3. fscott55

    fscott55 Guest


    Thankyou for your reply. You mentioned the very reason I bought the EMU card in the first place, high quality for low cost. So yes I've been pleased with my sound.

    However, not ever hearing anything better than the EMU converter, (I upgraded to EMU from Korg multitracker converters), I am left wondering about that $600 upgrade to Apogee.

    The thing I hear is this thing called the "analog stage." That's what has bothered me people saying the EMU analog stage in the conversion is crap compared to the analog stage even in the older Apogee Rosetta's.

    Appreciate your response though. Every bit of info helps me make this crazy decision.
  4. AudioGaff

    AudioGaff Well-Known Member

    Feb 23, 2001
    Silicon Valley
    Since the E-MU "M" series uses a top grade converter and a good solid clock circuit, the only thing to possibly bash about it is the analog part of the circuit. I and many others that are gear snobs believe the E-MU stands on it's own merit. But the bashers need something to justify more expensive converters. And while the expensive converters may indeed be better, the degree that they are better is so slim that it is hard to tell yet alone justify spending more money. As I stated, you and most others, will likely find a bigger difference in changes to all the other parts of the audio chain than having more expensive converters.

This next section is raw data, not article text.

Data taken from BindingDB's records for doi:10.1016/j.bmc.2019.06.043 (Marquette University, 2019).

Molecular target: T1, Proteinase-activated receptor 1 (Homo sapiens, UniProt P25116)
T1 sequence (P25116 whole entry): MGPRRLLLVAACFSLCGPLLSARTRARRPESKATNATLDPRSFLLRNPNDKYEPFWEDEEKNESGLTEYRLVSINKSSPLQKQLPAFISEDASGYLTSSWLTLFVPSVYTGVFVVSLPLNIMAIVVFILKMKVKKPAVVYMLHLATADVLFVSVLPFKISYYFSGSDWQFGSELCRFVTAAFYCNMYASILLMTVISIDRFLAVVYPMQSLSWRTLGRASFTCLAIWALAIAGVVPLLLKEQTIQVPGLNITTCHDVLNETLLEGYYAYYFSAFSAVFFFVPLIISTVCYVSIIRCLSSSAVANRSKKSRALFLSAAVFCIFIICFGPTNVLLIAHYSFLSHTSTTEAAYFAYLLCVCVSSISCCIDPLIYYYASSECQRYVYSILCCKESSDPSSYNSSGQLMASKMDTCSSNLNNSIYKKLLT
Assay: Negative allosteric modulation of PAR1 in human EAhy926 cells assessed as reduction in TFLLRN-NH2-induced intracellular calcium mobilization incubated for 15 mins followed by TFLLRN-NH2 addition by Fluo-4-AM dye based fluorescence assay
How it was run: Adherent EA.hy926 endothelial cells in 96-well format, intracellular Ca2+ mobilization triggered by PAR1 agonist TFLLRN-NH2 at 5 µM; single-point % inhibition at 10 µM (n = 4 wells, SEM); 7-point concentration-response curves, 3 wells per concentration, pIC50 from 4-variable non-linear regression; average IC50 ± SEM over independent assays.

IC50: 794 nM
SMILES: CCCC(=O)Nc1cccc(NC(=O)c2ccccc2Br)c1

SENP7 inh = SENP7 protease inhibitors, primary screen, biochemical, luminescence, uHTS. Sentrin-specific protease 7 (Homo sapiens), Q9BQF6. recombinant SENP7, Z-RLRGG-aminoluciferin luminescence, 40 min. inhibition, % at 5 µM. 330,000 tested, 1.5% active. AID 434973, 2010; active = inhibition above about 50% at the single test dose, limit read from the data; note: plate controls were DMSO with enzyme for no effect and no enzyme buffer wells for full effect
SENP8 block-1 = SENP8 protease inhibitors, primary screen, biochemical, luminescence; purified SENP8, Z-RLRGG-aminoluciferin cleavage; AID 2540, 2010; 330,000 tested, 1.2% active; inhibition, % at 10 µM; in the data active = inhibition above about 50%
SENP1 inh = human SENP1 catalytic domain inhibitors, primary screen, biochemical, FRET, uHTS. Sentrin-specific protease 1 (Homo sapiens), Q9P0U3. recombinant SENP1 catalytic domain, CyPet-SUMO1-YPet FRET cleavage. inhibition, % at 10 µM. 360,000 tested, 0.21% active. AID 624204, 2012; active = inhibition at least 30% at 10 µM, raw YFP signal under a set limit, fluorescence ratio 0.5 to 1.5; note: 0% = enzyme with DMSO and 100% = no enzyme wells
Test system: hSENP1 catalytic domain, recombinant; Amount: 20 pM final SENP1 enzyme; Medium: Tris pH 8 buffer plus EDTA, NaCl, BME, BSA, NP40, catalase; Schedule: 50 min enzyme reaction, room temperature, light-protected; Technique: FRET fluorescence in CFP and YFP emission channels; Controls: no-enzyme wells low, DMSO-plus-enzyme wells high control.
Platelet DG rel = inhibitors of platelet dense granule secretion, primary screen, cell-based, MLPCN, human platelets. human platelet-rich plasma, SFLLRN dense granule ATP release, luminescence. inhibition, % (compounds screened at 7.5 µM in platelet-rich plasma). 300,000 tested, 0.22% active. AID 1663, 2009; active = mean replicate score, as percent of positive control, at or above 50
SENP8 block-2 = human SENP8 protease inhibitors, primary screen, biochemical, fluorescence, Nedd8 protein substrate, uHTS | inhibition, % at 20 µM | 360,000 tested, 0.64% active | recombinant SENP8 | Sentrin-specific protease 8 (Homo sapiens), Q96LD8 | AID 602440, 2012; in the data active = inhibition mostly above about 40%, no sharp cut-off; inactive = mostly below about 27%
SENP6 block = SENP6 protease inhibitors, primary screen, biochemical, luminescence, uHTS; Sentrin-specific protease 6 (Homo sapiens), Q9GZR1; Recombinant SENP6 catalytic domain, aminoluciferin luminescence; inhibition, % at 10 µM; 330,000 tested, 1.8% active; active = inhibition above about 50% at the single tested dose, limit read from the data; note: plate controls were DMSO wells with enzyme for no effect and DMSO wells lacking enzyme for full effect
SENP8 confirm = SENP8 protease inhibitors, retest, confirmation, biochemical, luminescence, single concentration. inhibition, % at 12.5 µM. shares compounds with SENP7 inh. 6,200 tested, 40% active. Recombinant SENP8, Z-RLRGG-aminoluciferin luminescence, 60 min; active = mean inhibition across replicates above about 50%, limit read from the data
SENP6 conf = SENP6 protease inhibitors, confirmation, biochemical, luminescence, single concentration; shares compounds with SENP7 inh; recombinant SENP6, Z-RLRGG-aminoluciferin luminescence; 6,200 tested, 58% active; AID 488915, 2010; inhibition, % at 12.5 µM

A lot of pro's are using the converters from RME, Alesis AI-3 and HD24, Behringer ADA-8000, Presonus, MOTU ect and I find the E-MU converters out perform all of them. Would I rather have any of the newer Apogee converters? Hell ya. But not so much because I think they are better, or worth the money as much as having them on my gear list helps me to atttact higher end clients that are for the most part, uneducated and expect to see the Apogee brand name on my gear list.
  5. Robak

    Robak Active Member

    Mar 10, 2006
    AudioGaff is right.
    But I'm not sure if his E-MU converters out perform my RME converters :wink:
  6. RemyRAD

    RemyRAD Member

    Sep 26, 2005
    It sounds like you're hearing is as acute as my hearing is?

    I said it sounds like you're hearing is as acute as my hearing is?